Let's do the reflection in X first,
X軸での反転を先に行って
10:53
followed by the rotation by a third of a turn anticlockwise.
それから反時計回りに1/3回転させます
10:55
The combined effect, the triangle ends up somewhere completely different.
結果は まったく違ったものになります
10:59
It's as if it was reflected in the line through Y.
これはYを通る線で反転させたのと同じです
11:02
Now it matters what order you do the operations in.
この場合は 順番が問題になるのです
11:05
And this enables us to distinguish
この2つの図形は両方とも
11:08
why the symmetries of these objects --
6つの対称性を持っていましたが
11:10
they both have six symmetries. So why shouldn't we say
同じ対称性を持っていると 言えるのでしょうか?
11:12
they have the same symmetries?
同じ対称性を持っていると 言えるのでしょうか?
11:14
But the way the symmetries interact
対称性の相互関係を知ることで
11:16
enable us -- we've now got a language
実は根本的に違う対称性だということが
11:18
to distinguish why these symmetries are fundamentally different.
言えるようになったのです
11:20
And you can try this when you go down to the pub, later on.
ビールのコースターを使って簡単に自分でも試せます
11:23
Take a beer mat and rotate it by a quarter of a turn,
コースターを90°回転させて反転させます
11:26
then flip it. And then do it in the other order,
それから今度は逆の順序で同じことをすると
11:29
and the picture will be facing in the opposite direction.
絵柄が最初と上下逆になります
11:31
Now, Galois produced some laws for how these tables -- how symmetries interact.
ガロアはこの表のような対称性の相互関係について
法則を生み出しました
11:35
It's almost like little Sudoku tables.
それはまるで数独の枡目のように
11:39
You don't see any symmetry twice
同じ対称操作は縦・横の各列に
11:41
in any row or column.
ひとつしか現れません
11:43
And, using those rules, he was able to say
そして この法則を使うことで
11:45
that there are in fact only two objects
実は6つ対称性を持つ図形は
11:49
with six symmetries.
2種類だけだと結論付けたのです
11:51
And they'll be the same as the symmetries of the triangle,
例の三角形と同等の対称性を持つものか
11:53
or the symmetries of the six-pointed starfish.
あのヒトデと同等の対称性を持つものです
11:56
I think this is an amazing development.
実に素晴しい成果です
11:58
It's almost like the concept of number being developed for symmetry.
対称性を「数」の様に考える
概念の発明だと言えます
12:00
In the front here, I've got one, two, three people
この会場の前の列に 1、2、3人の人が
12:04
sitting on one, two, three chairs.
1、2、3つの椅子に座っています
12:06
The people and the chairs are very different,
椅子と人間とは全く違いますが
12:08
but the number, the abstract idea of the number, is the same.
その数 つまり数という抽象的な概念では同一です
12:11
And we can see this now: we go back to the walls in the Alhambra.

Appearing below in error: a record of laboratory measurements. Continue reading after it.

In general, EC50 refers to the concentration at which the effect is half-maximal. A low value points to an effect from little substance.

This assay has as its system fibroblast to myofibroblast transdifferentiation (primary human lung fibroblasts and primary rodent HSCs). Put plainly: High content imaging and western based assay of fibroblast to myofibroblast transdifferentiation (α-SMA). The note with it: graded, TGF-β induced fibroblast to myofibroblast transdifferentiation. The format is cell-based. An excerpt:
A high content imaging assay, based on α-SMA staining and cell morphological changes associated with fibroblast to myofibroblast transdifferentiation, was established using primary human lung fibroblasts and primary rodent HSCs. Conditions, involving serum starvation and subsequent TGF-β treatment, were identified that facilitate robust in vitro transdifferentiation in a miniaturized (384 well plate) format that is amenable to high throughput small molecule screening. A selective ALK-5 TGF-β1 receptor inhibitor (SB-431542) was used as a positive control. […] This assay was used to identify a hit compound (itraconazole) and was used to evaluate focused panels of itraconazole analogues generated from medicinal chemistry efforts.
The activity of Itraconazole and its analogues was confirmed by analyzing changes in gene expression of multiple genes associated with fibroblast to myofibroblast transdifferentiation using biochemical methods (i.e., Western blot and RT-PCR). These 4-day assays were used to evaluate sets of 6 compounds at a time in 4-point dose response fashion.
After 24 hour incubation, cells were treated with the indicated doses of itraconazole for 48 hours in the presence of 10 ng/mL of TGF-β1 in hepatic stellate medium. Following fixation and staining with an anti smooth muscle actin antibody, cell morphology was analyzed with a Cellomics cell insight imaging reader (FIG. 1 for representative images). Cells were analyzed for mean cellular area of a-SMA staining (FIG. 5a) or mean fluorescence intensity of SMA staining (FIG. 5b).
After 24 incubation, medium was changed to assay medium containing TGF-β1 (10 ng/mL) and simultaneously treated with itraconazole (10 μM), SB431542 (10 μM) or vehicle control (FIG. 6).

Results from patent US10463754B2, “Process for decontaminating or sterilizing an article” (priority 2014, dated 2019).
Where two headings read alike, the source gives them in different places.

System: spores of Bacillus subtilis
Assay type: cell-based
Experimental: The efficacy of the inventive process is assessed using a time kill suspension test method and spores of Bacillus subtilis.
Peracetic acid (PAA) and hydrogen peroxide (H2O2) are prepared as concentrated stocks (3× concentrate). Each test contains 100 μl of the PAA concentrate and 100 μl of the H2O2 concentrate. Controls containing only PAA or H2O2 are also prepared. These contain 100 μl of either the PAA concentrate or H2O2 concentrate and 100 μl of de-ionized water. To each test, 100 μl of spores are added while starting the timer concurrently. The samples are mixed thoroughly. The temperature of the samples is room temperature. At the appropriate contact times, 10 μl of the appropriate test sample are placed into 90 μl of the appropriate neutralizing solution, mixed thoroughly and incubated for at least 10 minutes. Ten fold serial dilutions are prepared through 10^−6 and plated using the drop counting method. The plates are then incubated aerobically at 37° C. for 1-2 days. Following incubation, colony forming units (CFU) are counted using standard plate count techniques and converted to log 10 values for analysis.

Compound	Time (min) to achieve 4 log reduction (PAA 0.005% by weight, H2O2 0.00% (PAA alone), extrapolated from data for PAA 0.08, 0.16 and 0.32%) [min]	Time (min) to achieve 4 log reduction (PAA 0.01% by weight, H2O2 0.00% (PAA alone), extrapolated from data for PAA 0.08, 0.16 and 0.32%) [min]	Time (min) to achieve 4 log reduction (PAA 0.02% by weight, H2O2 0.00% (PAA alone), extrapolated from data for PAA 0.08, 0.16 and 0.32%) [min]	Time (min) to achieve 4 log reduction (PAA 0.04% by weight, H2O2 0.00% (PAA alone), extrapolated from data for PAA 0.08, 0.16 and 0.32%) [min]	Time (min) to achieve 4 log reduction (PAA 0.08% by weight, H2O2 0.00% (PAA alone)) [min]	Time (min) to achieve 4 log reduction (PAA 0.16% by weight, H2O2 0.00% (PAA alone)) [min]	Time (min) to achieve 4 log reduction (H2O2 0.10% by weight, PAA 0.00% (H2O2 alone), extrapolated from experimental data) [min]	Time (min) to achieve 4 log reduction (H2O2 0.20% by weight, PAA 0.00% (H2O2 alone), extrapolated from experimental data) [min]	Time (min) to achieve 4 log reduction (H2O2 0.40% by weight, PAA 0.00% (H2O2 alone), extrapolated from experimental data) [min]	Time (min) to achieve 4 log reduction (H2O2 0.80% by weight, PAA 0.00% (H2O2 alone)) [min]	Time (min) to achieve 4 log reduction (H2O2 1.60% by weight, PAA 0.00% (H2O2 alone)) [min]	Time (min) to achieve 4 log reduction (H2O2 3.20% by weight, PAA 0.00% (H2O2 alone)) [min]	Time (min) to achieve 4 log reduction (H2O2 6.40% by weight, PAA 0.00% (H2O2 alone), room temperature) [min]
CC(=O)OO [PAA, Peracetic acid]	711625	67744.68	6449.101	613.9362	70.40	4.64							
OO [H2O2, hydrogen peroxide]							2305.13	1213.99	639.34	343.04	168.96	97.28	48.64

アルハンブラの壁のタイル模様でも同じ事がわかります
12:14
Here are two very different walls,
ここにあるのは二つの壁の
12:17
very different geometric pictures.
まったく違う模様です
12:19
But, using the language of Galois,
しかしガロアの言語を使うと
12:21
we can understand that the underlying abstract symmetries of these things
これらの根底にある抽象的な対称性は
12:23
are actually the same.
同じだと分かります
12:26
For example, let's take this beautiful wall
たとえば この少しねじれた三角形の
12:28
with the triangles with a little twist on them.
模様をご覧ください
12:30
You can rotate them by a sixth of a turn
色を無視することにすると
12:33
if you ignore the colors. We're not matching up the colors.
1/6回転させることができます
12:35
But the shapes match up if I rotate by a sixth of a turn
1/6回転させると 色は揃いませんが
12:37
around the point where all the triangles meet.
この中央の点を軸に すべての三角形が重なります
12:40
What about the center of a triangle? I can rotate
三角形の中心を軸にしたらどうでしょう
12:43
by a third of a turn around the center of the triangle,
1/3回転させれば
12:45
and everything matches up.
元の図形に重なります
12:47
And then there is an interesting place halfway along an edge,
それから 辺の中間にも興味深い場所があります
12:49
where I can rotate by 180 degrees.
180°回転させると
12:51
And all the tiles match up again.
タイルが重なります
12:53
So rotate along halfway along the edge, and they all match up.
つまり辺の中点で回転させても元の図形に重なるのです
12:56
Now, let's move to the very different-looking wall in the Alhambra.
今度は まったく違う模様の壁を見てみましょう
12:59
And we find the same symmetries here, and the same interaction.
同じ対称性と 同じ相関関係を見付けられます
13:03
So, there was a sixth of a turn. A third of a turn where the Z pieces meet.
1/6回転でも 1/3でもZ字型の部分が重なります
13:06
And the half a turn is halfway between the six pointed stars.
六芒星の中央で半回転させることもできます
13:11
And although these walls look very different,
これらの壁の模様はまったく違って見えますが
13:15
Galois has produced a language to say
ガロアの発明した言語を使えば
13:17
that in fact the symmetries underlying these are exactly the same.
根底にある対称性は 完全に同一だと言えるのです
13:20
And it's a symmetry we call 6-3-2.
この例は6-3-2の対称性と呼ばれています
13:23
Here is another example in the Alhambra.
これは アルハンブラ宮殿のまた別の図形です
13:26
This is a wall, a ceiling, and a floor.
壁、天井、そして床の模様です
13:28
They all look very different. But this language allows us to say